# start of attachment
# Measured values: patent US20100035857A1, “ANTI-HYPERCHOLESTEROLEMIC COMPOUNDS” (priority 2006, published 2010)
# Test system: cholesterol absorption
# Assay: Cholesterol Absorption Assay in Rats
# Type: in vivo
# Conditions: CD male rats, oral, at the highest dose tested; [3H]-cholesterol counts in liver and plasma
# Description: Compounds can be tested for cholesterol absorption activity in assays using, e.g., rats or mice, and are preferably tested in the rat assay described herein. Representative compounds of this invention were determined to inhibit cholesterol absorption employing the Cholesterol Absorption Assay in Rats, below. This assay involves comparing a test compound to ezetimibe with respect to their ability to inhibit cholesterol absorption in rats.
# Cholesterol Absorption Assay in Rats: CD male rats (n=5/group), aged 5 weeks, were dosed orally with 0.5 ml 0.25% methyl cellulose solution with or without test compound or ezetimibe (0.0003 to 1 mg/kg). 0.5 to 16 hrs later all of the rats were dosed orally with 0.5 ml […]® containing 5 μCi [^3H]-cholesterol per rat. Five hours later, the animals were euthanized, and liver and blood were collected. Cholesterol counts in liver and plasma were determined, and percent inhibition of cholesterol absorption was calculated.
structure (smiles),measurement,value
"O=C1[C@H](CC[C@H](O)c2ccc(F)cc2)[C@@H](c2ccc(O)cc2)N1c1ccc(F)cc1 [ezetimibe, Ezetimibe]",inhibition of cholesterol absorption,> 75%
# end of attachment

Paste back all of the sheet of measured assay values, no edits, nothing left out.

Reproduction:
# Measured values: patent US20100035857A1, “ANTI-HYPERCHOLESTEROLEMIC COMPOUNDS” (priority 2006, published 2010)
# Test system: cholesterol absorption
# Assay: Cholesterol Absorption Assay in Rats
# Type: in vivo
# Conditions: CD male rats, oral, at the highest dose tested; [3H]-cholesterol counts in liver and plasma
# Description: Compounds can be tested for cholesterol absorption activity in assays using, e.g., rats or mice, and are preferably tested in the rat assay described herein. Representative compounds of this invention were determined to inhibit cholesterol absorption employing the Cholesterol Absorption Assay in Rats, below. This assay involves comparing a test compound to ezetimibe with respect to their ability to inhibit cholesterol absorption in rats.
# Cholesterol Absorption Assay in Rats: CD male rats (n=5/group), aged 5 weeks, were dosed orally with 0.5 ml 0.25% methyl cellulose solution with or without test compound or ezetimibe (0.0003 to 1 mg/kg). 0.5 to 16 hrs later all of the rats were dosed orally with 0.5 ml […]® containing 5 μCi [^3H]-cholesterol per rat. Five hours later, the animals were euthanized, and liver and blood were collected. Cholesterol counts in liver and plasma were determined, and percent inhibition of cholesterol absorption was calculated.
structure (smiles),measurement,value
"O=C1[C@H](CC[C@H](O)c2ccc(F)cc2)[C@@H](c2ccc(O)cc2)N1c1ccc(F)cc1 [ezetimibe, Ezetimibe]",inhibition of cholesterol absorption,> 75%